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The Memories of Others - Akihiko Okamura

The Memories of Others - Akihiko Okamura

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The Memories of Others - Akihiko Okamura.

Published by Atelier EXB (Editions Xavier Barral) and Photo Museum Ireland is co-published in English by Prestel. It features essays by Pauline Vermare, Masako Toda. Sean O’Hagan and texts by Kusi Okamura and Trish Lambe.

From the late 1960s to the early 1980s, renowned Japanese war photographer Akihiko Okamura (1929-1985) created a remarkable, compelling and largely unseen body of work in Ireland, north and south. This exhibition will launch a major programme which will include a documentary film and the first publication on Okamura’s Irish work. 

After covering the Vietnam War, Akihiko Okamura went to Ireland in 1968 to visit the country of JFK’s ancestors. Soon after, in 1969, he decided to move to Ireland with his family. From then on, he continually photographed the Troubles in the North and his life with his family in the South, until he suddenly passed away, in 1985. His photographs of Ireland, which have barely been seen before, demonstrate a unique artistic vision. This uniqueness is partly due to the fact that Okamura chose to live in Ireland: of all the international photographers active during those years, he was in this sense a singular case of absolute commitment to Irish and Northern Irish history. This fusion with his subject matter led him to create images which were innovative both in terms of his own practice and of the photographic representation of the Troubles. His profound, personal relationship with Ireland allowed him to develop a new method of documenting conflict: poetic and ethereal moments of peace in a time of war. 

Unlike other representations of the North of Ireland at that time, Okamura’s photographs are almost all in colour. Made in the North as well as in the South of Ireland, his photographs broke from the photojournalistic tradition, creating a series of still lives and abstractions. Their gentle, muted palette operates in counterpoint to the violent situation in which they were produced; they are remarkably out of sync with the conventional, black and white, “heroic” photographic representations that have come to define this period. Okamura’s work reveals a more subjective perspective, often going beyond conventional photographic representations of riots, burning cars and bombed buildings, to capture quieter, intimate, quasi-surreal moments that reveal his empathetic concern for the communities he photographed. This intuitive narrative choice was intimately connected to the depth of his attachment to Ireland and the Irish people.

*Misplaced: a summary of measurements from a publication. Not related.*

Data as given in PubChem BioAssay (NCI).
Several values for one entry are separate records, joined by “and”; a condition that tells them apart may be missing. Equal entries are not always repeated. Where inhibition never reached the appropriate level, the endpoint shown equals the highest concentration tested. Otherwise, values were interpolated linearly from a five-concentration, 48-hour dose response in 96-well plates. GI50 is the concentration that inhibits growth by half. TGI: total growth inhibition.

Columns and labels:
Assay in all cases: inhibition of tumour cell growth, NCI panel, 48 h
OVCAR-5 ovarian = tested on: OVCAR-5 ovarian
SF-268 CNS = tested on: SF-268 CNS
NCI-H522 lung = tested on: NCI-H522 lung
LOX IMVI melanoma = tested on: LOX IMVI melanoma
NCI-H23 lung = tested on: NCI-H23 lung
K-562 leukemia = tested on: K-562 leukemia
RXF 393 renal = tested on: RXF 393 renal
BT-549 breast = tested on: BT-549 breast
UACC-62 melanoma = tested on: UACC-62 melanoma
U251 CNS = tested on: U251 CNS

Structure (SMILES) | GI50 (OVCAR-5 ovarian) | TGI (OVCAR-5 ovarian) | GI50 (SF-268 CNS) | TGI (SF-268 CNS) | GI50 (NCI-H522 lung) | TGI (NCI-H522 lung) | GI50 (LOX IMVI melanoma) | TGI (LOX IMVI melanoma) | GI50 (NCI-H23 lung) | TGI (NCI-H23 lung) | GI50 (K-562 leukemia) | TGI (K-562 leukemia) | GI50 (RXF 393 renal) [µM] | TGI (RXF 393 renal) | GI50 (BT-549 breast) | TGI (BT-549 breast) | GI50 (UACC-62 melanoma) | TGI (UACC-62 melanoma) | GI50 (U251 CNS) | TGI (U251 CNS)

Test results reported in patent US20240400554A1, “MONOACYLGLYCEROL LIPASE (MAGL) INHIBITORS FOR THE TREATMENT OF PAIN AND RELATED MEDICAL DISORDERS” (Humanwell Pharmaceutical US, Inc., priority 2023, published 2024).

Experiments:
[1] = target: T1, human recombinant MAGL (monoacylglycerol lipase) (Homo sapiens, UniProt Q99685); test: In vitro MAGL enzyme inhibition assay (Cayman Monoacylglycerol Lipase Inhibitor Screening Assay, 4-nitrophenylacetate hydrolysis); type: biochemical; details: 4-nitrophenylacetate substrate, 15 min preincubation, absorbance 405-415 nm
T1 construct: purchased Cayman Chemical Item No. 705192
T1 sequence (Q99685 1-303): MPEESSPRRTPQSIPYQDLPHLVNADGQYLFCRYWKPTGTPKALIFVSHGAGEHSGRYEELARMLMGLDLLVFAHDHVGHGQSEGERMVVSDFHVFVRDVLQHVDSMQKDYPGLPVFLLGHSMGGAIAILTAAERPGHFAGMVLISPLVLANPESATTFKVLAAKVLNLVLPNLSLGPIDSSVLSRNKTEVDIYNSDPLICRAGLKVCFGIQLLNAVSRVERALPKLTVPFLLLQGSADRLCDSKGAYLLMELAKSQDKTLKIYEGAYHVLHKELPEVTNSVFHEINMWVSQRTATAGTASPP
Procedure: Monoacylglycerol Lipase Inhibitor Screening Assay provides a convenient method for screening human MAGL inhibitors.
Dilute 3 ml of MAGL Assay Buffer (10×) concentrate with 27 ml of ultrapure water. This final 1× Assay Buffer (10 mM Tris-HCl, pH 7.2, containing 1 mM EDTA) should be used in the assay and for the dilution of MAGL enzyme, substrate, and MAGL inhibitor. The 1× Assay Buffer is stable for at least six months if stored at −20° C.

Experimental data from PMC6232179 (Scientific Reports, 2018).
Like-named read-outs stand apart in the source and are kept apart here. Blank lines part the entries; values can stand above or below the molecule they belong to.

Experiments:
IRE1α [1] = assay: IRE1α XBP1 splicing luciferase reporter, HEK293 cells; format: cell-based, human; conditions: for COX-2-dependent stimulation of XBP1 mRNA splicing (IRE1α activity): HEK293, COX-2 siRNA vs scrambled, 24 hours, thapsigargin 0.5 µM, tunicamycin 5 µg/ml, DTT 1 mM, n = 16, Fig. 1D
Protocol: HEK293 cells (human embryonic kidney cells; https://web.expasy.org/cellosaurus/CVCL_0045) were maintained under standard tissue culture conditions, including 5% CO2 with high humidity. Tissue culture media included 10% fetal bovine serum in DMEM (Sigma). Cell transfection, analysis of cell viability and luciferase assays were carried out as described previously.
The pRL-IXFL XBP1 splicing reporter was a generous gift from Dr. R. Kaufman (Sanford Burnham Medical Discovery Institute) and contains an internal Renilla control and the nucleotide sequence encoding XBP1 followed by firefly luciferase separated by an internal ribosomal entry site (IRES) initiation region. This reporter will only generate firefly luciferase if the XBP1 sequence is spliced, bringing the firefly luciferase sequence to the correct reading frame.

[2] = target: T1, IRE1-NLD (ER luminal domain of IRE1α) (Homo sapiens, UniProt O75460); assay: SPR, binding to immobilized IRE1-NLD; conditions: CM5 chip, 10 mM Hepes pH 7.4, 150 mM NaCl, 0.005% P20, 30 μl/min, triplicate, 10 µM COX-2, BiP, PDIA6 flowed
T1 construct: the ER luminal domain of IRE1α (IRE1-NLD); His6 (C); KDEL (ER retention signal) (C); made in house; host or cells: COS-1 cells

While Okamura remains highly respected in Japan, his Irish work and experience, crucial to both his oeuvre and his personal life, had never been studied until now. 

This exhibition is produced by Photo Museum Ireland in collaboration with the Okamura Archive, Tokyo, and the Estate of Akihiko Okamura, Hakodate.

Akihiko Okamura’s biography:
Photographer Akihiko Okamura was born in 1929 in Tokyo. He began training in medicine but dropped out, joining the editorial team at New Weekly in 1961. Assigned to a story in Bangkok, he turned to photography, going on to record international conflicts. He distinguished himself as a very important war photographer in Vietnam in the 1960s. There, he photographed, among others, the prisoners of war held by the Vietcong after he himself was held by them for 53 days. His work appeared in Life and other major publications at the time. Constantly striving to tell the story of conflicts and of human rights violations, Okamura’s photojournalism took him to conflict zones from Ethiopia to Biafra, and Northern Ireland. He cited his own “dark memory” of childhood terror in Tokyo under second world war bombing attacks as the source of his urge to tell the story of conflicts through pictures. Akihiko Okamura settled in Ireland with his family in 1969 and lived
there until he passed away in 1985.

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